Taiwan to cooperate with Eastern European nations on chip production

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They are pursuing agreements with Slovakia, the Czech Republic and Lithuania.

Taiwan is looking at cooperating with three Eastern European countries on semiconductors. This according to a report in Reuters this week,. The report was sourced to a statement by a Taiwanese minister. The move likely to meet with EU approval, as they have been actively seeking to persuade Taiwanese semiconductor firms to manufacture in Europe.

Taiwan is a global player in semiconductor manufacturing. With companies such as Taiwan Semiconductor Manufacturing Co Ltd, the island is at the vanguard in efforts to resolve the global chip shortage. The slowdown in the chip supply chain has shut down auto production lines around the world and its impact is now also being felt in consumer electronics.

While TSMC is building a $12 billion chip fabrication plant in the U.S. state of Arizona, it has given no suggestion of interest in a similar facility in Europe, despite EU efforts to spur such investment.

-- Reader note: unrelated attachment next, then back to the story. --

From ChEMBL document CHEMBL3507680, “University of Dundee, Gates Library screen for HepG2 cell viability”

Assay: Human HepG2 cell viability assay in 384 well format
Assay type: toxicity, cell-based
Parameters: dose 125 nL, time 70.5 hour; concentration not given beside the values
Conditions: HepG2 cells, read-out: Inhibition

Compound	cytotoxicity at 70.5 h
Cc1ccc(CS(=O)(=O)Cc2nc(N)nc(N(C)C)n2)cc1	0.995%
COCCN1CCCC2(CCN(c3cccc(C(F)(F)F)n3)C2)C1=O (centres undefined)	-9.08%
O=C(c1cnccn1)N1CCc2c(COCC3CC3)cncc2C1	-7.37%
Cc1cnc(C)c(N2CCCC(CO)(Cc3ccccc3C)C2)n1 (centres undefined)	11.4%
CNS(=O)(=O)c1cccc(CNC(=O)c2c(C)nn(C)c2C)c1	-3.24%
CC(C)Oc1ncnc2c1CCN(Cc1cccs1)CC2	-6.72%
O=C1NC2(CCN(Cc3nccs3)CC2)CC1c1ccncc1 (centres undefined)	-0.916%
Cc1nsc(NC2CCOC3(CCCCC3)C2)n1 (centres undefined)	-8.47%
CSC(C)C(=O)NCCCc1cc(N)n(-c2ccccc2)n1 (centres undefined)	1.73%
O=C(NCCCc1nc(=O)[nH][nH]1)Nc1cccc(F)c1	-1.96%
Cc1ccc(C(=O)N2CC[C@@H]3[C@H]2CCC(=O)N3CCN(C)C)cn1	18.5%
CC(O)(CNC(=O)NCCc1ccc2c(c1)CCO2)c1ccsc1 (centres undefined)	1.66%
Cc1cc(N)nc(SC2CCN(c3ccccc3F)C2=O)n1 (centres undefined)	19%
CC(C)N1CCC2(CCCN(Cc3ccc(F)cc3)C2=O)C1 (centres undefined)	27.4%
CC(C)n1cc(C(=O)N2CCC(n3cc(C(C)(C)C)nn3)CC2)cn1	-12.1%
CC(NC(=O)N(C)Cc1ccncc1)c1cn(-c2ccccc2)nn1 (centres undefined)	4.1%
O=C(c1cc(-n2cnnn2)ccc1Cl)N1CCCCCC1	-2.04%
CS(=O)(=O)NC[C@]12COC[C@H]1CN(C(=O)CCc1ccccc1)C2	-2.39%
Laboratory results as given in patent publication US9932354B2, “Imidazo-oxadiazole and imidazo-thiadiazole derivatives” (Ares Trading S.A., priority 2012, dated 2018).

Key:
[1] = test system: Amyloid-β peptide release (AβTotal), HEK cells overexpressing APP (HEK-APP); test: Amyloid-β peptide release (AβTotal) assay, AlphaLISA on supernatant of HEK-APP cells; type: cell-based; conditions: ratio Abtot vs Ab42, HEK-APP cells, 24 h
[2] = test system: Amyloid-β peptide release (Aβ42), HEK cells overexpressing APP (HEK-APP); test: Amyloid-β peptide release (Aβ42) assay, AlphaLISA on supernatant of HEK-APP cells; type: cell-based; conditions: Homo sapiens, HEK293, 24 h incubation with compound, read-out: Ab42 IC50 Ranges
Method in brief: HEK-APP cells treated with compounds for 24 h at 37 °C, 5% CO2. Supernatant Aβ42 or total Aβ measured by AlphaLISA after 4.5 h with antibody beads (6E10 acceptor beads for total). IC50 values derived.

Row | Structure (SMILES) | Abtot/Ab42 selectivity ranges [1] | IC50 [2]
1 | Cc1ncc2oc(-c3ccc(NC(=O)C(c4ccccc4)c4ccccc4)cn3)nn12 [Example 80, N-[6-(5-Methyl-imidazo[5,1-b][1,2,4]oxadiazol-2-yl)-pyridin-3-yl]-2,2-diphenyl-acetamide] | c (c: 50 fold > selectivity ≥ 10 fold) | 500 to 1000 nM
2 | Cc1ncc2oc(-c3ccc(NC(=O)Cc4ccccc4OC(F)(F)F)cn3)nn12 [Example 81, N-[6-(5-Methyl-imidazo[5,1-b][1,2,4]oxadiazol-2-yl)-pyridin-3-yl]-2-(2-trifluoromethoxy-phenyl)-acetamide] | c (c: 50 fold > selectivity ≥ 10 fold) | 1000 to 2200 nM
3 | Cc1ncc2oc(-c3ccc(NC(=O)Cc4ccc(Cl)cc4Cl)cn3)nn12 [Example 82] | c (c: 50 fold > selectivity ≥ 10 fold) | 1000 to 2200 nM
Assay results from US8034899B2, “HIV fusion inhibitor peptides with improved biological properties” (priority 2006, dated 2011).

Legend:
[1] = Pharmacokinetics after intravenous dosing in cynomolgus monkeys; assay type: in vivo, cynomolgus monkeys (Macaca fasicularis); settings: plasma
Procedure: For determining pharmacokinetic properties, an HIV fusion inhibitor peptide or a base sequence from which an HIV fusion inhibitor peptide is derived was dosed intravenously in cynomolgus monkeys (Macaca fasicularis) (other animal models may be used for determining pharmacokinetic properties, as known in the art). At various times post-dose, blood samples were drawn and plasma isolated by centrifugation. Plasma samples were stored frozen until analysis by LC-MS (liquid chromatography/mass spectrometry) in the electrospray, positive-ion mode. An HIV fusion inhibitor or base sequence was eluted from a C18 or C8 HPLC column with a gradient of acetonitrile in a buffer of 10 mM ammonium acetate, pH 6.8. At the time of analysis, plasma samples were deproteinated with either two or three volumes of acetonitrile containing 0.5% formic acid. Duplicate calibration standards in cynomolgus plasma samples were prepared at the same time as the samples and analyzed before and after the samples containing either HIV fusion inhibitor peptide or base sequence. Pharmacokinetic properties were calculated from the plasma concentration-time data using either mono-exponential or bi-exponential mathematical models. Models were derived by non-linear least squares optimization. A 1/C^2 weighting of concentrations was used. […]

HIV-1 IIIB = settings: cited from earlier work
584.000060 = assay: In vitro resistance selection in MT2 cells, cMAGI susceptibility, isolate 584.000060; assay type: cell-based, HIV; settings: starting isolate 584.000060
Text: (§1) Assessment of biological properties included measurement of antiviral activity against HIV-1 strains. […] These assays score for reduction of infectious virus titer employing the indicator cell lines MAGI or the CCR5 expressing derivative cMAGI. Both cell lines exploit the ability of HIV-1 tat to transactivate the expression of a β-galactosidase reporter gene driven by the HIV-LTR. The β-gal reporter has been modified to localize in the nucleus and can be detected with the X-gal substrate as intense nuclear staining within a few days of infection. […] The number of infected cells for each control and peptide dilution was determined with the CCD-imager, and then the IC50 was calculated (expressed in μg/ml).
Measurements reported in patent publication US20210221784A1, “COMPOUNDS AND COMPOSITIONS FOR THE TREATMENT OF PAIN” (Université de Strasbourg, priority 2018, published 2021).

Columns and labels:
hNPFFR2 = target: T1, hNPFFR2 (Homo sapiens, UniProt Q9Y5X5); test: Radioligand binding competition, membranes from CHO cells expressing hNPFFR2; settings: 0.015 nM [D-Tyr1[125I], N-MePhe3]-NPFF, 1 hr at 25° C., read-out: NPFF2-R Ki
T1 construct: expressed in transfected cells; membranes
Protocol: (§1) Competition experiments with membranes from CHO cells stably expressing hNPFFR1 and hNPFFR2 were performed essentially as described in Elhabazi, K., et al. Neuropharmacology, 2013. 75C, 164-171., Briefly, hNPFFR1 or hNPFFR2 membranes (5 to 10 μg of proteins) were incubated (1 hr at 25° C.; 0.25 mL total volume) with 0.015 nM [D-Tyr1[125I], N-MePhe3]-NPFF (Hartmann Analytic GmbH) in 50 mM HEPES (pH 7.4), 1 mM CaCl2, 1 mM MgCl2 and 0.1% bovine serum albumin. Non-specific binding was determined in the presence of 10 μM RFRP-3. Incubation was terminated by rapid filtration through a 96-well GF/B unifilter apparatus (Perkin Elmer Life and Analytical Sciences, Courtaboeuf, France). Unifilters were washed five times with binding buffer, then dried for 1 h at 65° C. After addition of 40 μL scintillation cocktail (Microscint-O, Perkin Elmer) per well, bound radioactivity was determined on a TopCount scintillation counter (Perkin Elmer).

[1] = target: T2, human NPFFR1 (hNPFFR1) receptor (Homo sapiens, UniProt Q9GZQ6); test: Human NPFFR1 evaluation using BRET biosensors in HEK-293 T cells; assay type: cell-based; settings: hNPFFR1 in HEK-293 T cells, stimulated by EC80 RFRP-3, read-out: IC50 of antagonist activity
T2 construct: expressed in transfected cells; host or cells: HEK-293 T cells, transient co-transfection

Building on “shared values” of democracy and freedom

Kung Ming-hsin, who heads Taiwan’s National Development Council, told Reuters following his visit to Slovakia, the Czech Republic and Lithuania last month that all three countries had mentioned they wanted to work on chips with the island.

Taiwan will set up working groups with the three countries to work out how to cooperate on chips, while Taiwan will also give scholarships for technical training, he added. “The whole semiconductor supply chain is enormous. Many countries can play different roles,” Kung said. Taiwan has been keen to express its gratitude to the three countries for their donations of COVID-19 vaccines, and also, for Lithuania and the Czech Republic’s support as Taiwan faced growing political pressure from China.

Neither the EU nor its member states have formal diplomatic ties with Chinese-claimed and democratically-ruled Taiwan. Still, Taipei has sought to bolster its relations with the bloc by stressing their shared values of freedom and democracy. The European Commission has proposed legislation to boost chip production, and has angled for Taiwan’s involvement. Kung said it would be hard for Europe to do that on its own. “So they hope to cooperate with Taiwan,” he added.